In what NPR calls a "rare reconsideration," the U.S. Justice Department's Office of Legal Counsel (OLC) has concluded the Bureau of Prisons has the "discretion" to permit the low-risk inmates released from prison and placed in "extended home confinement" to remain there once the COVID-19 emergency ends.
This reversal of a previous, Trump administration memo was engineered by Attorney General Merrick Garland, who "asked the OLC to reconsider the issue after personally reviewing the law," NPR reports. The decision arrives after "months of intense pressure from a coalition of advocates across the political spectrum." Inmates were sent home originally to ease crowding during the pandemic.
"Thousands of people on home confinement have reconnected with their families, have found gainful employment, and have followed the rules," Garland said in a statement. "We will exercise our authority so that those who have made rehabilitative progress and complied with the conditions of home confinement, and who in the interests of justice should be given an opportunity to continue transitioning back to society, are not unnecessarily returned to prison."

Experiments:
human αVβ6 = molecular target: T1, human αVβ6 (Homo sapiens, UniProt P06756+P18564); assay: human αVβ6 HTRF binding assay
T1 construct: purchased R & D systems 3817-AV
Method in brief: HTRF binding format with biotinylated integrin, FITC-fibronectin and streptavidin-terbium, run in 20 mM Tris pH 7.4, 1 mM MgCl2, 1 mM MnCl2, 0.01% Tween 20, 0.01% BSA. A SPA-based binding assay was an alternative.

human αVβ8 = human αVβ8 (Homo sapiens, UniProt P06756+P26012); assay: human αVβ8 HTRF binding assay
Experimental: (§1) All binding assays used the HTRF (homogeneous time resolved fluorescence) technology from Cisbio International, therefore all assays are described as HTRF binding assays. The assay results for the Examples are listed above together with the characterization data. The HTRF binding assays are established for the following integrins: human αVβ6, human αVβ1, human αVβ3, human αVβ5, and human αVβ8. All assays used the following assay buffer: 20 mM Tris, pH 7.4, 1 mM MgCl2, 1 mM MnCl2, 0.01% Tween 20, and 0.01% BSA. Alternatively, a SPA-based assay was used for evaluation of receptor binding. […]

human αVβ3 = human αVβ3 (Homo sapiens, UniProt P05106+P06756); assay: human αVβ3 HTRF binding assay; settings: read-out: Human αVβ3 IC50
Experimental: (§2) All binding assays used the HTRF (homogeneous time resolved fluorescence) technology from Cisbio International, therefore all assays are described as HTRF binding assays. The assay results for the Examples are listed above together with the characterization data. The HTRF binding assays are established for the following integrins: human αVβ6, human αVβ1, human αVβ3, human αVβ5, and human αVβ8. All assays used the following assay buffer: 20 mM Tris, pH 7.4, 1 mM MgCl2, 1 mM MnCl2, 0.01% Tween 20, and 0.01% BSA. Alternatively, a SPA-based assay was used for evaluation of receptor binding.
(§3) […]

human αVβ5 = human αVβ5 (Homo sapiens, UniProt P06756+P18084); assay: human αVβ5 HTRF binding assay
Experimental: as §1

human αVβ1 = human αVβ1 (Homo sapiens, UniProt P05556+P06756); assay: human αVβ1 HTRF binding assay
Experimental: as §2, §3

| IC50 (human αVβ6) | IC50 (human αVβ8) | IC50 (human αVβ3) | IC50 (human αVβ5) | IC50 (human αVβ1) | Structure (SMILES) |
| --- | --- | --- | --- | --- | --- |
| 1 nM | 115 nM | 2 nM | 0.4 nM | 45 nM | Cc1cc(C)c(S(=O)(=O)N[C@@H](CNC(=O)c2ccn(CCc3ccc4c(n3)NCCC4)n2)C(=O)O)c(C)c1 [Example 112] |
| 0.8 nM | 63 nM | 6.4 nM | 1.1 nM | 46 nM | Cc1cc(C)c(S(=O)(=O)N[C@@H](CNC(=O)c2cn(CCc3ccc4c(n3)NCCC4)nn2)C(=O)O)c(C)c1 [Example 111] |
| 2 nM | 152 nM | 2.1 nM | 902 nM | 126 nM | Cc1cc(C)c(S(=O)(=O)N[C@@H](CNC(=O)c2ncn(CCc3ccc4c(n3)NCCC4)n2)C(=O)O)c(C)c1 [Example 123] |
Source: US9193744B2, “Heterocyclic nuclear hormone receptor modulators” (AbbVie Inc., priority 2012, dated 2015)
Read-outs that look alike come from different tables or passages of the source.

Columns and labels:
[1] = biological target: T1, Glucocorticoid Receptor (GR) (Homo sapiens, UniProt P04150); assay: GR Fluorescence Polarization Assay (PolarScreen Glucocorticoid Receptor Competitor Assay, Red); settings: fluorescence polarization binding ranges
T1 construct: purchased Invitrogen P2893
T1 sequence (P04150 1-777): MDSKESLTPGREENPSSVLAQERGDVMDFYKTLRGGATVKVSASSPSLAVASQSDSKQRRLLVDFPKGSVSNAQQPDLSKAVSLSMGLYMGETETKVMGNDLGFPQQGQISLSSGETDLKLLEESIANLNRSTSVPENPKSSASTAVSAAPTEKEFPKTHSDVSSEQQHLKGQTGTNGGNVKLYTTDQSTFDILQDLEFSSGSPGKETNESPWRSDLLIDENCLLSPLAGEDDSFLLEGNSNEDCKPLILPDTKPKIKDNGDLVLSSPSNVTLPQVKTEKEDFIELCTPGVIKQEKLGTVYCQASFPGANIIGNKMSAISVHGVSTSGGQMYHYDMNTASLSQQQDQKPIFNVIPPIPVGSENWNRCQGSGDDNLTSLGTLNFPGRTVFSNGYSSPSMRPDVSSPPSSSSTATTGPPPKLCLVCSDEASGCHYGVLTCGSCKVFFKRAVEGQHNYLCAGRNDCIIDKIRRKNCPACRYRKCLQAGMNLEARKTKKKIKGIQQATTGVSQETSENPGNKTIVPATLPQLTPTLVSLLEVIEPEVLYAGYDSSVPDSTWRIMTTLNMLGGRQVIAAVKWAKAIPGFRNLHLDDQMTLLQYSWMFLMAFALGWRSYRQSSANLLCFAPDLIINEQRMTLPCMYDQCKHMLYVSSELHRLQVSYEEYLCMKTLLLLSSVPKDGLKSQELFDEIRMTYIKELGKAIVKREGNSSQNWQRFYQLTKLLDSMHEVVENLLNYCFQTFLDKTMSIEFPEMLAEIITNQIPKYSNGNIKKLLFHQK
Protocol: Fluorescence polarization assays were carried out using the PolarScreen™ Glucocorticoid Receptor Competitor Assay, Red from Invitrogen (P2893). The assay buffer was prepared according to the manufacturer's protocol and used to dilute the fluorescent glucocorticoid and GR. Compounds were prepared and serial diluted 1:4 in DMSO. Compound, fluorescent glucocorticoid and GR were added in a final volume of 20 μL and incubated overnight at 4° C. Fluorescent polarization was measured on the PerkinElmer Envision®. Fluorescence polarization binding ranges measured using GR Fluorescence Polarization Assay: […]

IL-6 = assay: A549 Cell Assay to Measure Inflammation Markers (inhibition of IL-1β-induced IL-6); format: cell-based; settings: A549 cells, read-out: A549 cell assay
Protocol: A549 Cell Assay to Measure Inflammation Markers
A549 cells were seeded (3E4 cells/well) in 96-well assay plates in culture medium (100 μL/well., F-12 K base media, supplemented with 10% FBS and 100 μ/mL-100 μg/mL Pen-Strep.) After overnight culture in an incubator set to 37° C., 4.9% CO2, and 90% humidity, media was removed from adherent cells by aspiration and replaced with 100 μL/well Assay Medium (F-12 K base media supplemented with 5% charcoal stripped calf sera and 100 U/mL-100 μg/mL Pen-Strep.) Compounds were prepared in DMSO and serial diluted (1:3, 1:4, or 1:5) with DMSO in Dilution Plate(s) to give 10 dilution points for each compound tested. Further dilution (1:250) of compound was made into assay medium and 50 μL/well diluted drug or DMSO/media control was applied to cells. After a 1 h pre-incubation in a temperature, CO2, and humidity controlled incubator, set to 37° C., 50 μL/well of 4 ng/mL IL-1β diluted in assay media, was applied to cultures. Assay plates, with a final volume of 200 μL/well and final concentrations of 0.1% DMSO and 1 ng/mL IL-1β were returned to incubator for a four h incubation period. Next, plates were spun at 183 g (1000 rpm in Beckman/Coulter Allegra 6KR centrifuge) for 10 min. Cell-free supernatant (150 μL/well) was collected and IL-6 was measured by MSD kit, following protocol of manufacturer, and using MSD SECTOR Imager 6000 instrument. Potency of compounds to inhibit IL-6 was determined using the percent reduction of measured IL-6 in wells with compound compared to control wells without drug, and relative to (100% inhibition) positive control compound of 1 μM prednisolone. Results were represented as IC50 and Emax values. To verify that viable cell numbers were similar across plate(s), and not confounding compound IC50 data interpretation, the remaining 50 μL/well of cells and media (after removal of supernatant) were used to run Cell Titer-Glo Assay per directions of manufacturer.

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Assistant Attorney General Christopher Schroeder wrote in the new memo that the office did not "lightly depart from our precedents," but rather found that the prior opinion issued at the end of the previous administration "failed to address important and persuasive counterarguements."
"I screamed into the phone but who care's it's a Christmas miracle!!!" tweeted President of Justice Action Network Holly Harris in celebration of the news.
"Thousands of people can now breathe a sigh of relief knowing they will be able to remain in the communities where they have been living and working," wrote ACLU Justice Division Director Udi Ofer in a statement. But "while we celebrate today, we also commit to continuing to advocate for President Biden to use his power of clemency to commute these sentences."
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